In the magnetic shield of the second invention, there is no magnetic shielding capability at the abutted sections between the adjacent unit layers or the void portions proximate to the adjacent unit layers when only the first layer comprising superconductor unit layers is used. By laminating the second layer comprising the superconductor unit layers over the first layer, the magnetic field shielding capability at the above-mentioned abutted sections or the proximate void portions of the first and second layers can be compensated for.

Since the magnetic shield of the present invention is formed by sticking a plurality of superconductor unit layers onto the surface of the substrate while maintaining the non-contact manner in the normal direction, the shielding current for preventing the intrusion of external magnetic fields flows only inside the corresponding unit layer, but the unit layer is isolated from other adjacent unit layers. With this structure, even if flux jump (the abrupt transfer of magnetic flux permeated at and transferred from the peripheral section to the central section of the unit layer) occurs, the mutual action between the magnetic flux and the shielding current is limited within the corresponding unit layer and the chain reaction of the flux jump is also limited within the corresponding unit layer, thereby causing no adverse effect to other adjacent superconductor unit layers. Since the size of the unit layer can be made small, the transfer distance of the magnetic flux can also be made small. Even when magnetic flux flow occurs frequently, the heating value of the unit layer is limited. Even if the temperature of the unit layer increases, the unit layer can be refrigerated by immersed refrigerant such as liquid helium. This minimizes the possibility of raising the temperature of the unit layer over its critical temperature, the possibility of converting the unit layer into a normal conductor and the possibility of losing the magnetic shielding function of the unit layer. For this reason, the present invention can form a large-area magnetic shield which rarely causes unstable conditions due to flux jump.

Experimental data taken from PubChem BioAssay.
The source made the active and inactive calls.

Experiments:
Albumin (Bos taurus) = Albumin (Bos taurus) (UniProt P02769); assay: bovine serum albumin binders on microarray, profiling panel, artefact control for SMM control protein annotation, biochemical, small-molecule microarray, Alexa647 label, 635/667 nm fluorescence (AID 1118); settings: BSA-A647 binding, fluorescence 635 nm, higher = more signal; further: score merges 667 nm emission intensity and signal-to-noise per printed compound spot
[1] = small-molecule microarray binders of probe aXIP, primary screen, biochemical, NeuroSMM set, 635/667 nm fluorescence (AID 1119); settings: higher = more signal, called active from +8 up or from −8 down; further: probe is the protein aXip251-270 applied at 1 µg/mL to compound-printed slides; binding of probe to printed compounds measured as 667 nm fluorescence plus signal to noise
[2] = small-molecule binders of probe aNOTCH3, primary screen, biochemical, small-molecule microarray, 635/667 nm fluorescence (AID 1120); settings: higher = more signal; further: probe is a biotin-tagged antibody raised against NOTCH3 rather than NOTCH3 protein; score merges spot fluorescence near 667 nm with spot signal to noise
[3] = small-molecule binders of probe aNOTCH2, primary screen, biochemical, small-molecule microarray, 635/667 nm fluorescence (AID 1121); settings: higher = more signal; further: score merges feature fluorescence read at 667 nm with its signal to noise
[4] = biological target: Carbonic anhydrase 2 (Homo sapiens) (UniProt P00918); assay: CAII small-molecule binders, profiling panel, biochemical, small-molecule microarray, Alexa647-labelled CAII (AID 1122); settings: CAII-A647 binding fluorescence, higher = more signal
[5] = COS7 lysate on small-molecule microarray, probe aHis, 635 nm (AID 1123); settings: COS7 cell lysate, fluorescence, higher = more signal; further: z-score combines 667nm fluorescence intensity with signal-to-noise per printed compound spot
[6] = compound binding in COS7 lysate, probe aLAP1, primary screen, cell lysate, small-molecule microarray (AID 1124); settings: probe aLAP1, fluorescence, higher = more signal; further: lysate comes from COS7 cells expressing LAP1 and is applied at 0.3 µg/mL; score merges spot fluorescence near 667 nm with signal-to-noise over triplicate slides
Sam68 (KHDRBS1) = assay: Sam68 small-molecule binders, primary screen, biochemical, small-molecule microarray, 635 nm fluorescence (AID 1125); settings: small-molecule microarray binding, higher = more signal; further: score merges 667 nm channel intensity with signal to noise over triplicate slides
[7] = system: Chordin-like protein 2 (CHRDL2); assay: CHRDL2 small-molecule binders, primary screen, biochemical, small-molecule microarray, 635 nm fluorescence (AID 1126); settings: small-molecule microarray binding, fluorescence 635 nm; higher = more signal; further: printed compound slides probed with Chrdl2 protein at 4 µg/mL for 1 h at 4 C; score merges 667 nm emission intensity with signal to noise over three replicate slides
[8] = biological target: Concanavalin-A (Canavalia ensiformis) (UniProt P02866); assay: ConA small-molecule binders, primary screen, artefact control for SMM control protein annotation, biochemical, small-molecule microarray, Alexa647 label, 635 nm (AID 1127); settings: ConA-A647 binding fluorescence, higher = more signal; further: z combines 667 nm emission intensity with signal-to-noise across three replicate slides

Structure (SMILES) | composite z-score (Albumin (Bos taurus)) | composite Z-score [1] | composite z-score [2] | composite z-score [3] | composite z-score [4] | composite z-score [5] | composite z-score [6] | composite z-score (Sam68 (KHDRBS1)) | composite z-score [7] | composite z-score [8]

In particular, when the superconductor unit layer is laminated with a normal conductor metal layer, the normal conductor metal layer shuts off the flow of the above-mentioned shielding current of the unit layer and isolates each superconductor layer. When aluminum, particularly copper or silver is used as metal, the superior heat conductivity of such metal is significantly effective in externally dispersing the heat generated by the flow of magnetic flux and thus also effective in refrigerating the layers, thereby effectively preventing instability due to the flow of the magnetic flux.

When a single layer of the superconductor unit layer is used, it usually comprises rolled Nb-Ti alloy foil with a thickness of 100 μm or less. As the thickness is larger, the maximum magnetic field shielding intensity of the superconductor layer becomes greater. However, if the thickness increases to 20 μm or more, the increasing rate of the maximum magnetic field shielding intensity reduces. This increasing of the thickness is thus not advantageous. Rather than using the thicker foil, a lamination comprising Nb-Ti alloy foil of 20 μm or less in thickness and normal conductor foil such as copper or aluminum foil should be used. Increasing the number of laminations is advantageous, since the maximum magnetic shielding amount can be made larger. When forming the lamination comprising the Nb-Ti alloy foil and the normal conductor foil, the sputtering method for the Nb-Ti alloy and copper or aluminum can be used. The sputtering method is also used when the unit layer is formed from the mixed crystal of NbN and TiN. More specifically, the above-mentioned sputtering method is conducted on one or two kinds of metal layers selected from the group consisting of copper, aluminum, nickel, stainless steel, titanium, niobium and niobium-titanium alloy to form the lamination. When forming the superconductor unit layer from Nb3 Al, Nb3 Ge, Nb3 (Al, Ge) and Nb3 Sn, the thin films formed by the sputtering method or the like can be used. In addition, the films which are heat-treated after rolling and lamination can be used. As the normal conductor layer, one or two kinds of metal layers selected from the group consisting of copper, aluminum, nickel, stainless steel and titanium can be used.